Reverse Mortgage Defaults
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What Is a Reverse Mortgage?
A reverse mortgage is a specific type of financial tool that allows persons aged 62 or older to convert home equity into a cash payout. The homeowner may elect to receive their payment in a lump sum, monthly payments or through a credit line. Reverse mortgages for senior citizens are often considered beneficial, as the person does not need to make monthly payments on the loan. Instead, the person must pay back the reverse mortgage loan with interest upon their death, or if they move or sell the home.
What Are Reverse Mortgage Defaults?
It is possible for a reverse mortgage loan to go into default, even if the borrower isn’t required to make monthly payments on the reverse mortgage loan. This can happen if the borrower fails to pay property expenses to keep the property current. The most common example of this is where the homeowner fails to pay property taxes. This can cause the mortgage to go into default, which in turn puts the owner at risk of a foreclosure claim being filed against them.
Another way that a reverse mortgage default can occur is if the person fails to pay homeowner’s insurance. This is another common issue, especially among elderly persons who are not able to properly manage their property accounts.
Lastly, a reverse mortgage default can happen unexpectedly if the home is listed in the name of only one spouse, and that spouse dies unexpectedly. This can place the surviving spouse in a difficult situation with regards to the loan repayment.
Are There Any Consequences of Reverse Mortgage Defaults?
As mentioned, the main concern with reverse mortgage defaults is the risk of foreclosure. In addition, a reverse mortgage default is also likely to be reported to the person’s creditors. This can have negative effects on the person’s credit scores and their ability to borrow more money in the future.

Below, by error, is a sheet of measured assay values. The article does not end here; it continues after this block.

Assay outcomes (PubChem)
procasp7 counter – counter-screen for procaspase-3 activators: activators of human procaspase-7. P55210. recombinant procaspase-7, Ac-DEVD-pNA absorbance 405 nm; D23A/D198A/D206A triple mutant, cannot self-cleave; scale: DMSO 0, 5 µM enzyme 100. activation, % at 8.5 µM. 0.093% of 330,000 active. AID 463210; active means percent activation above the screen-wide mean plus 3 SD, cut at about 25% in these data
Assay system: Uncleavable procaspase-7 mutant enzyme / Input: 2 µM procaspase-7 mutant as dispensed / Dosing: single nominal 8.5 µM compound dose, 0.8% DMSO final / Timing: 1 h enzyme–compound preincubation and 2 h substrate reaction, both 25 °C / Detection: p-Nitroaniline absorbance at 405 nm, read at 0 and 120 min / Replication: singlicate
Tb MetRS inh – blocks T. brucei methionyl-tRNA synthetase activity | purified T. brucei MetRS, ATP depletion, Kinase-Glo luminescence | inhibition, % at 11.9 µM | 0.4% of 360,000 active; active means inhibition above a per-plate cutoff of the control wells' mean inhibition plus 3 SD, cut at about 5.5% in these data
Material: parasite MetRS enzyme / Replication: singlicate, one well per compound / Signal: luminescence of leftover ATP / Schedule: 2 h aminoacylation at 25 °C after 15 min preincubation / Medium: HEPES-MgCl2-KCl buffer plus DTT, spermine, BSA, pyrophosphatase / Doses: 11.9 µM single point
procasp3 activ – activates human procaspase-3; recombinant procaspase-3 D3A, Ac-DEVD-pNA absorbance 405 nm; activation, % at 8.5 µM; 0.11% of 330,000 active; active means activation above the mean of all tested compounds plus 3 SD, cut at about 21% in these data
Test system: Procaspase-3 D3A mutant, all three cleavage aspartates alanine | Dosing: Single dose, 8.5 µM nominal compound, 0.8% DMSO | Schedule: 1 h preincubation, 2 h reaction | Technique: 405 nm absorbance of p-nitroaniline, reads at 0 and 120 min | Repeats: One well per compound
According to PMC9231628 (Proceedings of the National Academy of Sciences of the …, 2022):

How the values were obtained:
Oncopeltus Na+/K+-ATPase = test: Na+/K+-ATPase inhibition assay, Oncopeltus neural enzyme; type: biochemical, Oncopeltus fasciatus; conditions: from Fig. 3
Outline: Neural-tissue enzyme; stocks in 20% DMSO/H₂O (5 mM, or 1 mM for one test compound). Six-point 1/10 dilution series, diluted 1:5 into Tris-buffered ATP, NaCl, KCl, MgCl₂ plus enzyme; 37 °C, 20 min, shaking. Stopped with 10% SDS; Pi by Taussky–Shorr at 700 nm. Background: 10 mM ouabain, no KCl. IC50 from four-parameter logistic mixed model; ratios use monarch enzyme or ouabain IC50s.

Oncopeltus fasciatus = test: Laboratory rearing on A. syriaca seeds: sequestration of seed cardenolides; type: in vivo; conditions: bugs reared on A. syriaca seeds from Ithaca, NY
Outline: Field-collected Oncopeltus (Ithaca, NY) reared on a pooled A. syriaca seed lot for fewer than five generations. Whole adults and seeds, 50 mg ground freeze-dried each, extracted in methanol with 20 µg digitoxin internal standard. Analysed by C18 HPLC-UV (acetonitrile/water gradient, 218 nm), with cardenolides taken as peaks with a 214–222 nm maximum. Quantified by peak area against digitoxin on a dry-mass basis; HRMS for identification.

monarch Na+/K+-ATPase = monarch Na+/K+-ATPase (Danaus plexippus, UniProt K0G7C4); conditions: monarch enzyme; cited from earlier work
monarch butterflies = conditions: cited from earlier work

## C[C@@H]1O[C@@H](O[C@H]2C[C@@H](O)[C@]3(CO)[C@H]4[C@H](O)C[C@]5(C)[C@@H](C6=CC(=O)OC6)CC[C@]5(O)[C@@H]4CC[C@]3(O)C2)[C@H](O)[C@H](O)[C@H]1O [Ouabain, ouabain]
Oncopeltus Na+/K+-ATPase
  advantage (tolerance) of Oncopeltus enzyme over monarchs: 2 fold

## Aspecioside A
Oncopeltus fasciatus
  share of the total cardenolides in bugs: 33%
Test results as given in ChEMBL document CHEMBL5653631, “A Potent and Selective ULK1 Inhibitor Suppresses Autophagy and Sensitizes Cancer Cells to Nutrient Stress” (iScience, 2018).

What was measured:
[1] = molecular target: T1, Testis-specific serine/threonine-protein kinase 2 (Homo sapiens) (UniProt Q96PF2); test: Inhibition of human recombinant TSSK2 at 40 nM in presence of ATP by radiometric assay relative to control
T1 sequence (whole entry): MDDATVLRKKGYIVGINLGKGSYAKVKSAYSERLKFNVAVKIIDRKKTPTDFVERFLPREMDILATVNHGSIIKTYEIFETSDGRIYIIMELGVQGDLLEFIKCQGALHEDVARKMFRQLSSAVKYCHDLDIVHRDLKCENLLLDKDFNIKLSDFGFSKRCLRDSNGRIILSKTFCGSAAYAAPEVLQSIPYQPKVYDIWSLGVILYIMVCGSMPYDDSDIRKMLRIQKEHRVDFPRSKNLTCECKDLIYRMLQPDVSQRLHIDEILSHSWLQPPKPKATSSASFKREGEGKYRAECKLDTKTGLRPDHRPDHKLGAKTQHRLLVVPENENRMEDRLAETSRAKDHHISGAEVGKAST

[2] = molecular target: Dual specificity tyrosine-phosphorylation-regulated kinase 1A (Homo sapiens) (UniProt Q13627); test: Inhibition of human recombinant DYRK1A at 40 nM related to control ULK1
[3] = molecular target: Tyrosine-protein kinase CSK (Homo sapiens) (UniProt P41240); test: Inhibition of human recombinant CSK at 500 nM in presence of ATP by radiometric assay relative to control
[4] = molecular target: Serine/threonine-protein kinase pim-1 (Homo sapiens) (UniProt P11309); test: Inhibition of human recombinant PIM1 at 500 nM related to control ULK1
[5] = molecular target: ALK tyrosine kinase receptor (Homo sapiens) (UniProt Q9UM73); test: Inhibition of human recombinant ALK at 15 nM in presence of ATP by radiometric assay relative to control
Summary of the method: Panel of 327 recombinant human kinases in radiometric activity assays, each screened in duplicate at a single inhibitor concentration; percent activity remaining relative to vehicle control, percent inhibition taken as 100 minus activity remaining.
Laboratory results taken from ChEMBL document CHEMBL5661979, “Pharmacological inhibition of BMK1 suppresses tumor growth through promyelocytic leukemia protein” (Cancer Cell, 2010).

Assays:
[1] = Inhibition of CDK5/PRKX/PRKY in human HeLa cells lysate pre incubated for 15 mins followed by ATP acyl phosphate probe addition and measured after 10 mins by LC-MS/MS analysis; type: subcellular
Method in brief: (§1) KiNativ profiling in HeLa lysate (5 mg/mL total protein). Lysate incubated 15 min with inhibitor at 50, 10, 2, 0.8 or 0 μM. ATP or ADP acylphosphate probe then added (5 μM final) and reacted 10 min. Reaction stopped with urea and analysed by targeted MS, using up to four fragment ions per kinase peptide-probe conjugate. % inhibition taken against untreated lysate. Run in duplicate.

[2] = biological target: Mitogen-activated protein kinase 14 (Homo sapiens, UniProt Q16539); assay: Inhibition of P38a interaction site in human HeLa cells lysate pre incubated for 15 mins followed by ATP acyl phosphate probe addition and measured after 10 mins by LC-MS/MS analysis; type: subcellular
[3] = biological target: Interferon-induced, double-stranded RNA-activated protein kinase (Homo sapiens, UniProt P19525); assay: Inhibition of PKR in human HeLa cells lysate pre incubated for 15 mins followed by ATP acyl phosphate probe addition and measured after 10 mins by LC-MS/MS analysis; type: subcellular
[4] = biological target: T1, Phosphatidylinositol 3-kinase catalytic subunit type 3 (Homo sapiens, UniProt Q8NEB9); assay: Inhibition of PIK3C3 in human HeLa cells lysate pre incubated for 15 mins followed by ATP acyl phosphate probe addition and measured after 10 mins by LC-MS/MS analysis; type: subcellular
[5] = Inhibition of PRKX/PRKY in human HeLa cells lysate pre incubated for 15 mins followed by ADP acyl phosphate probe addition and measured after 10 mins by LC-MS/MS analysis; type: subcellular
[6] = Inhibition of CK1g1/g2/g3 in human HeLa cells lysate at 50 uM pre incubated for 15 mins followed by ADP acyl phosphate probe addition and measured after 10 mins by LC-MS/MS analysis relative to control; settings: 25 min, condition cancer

An immediate effect of reverse mortgage default is that the lender will typically cease issuing the monthly payments to the senior citizen borrower. Again, this can cause financial problems, especially if the person or couple has become dependent on the monthly payouts.
Lastly, having a reverse mortgage in default status can affect the title of the home. It may be considered a “cloud” or defect on the title, which may prevent or limit the home from being sold in the real estate market.
Do I Need a Lawyer?
Legal issues involving reverse mortgage defaults generally require the assistance of a lawyer. Like any loan, a reverse mortgage can be a complicated mechanism, and may be difficult to understand in practice. You may wish to hire a lawyer if you need assistance with real estate issues such as reverse mortgage defaults. Your attorney can provide you with legal assistance, advice, and guidance on the matters. Also, they can help represent you in court if you will be involved in a lawsuit.
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Last Modified: 07-22-2015 11:08 AM PDT
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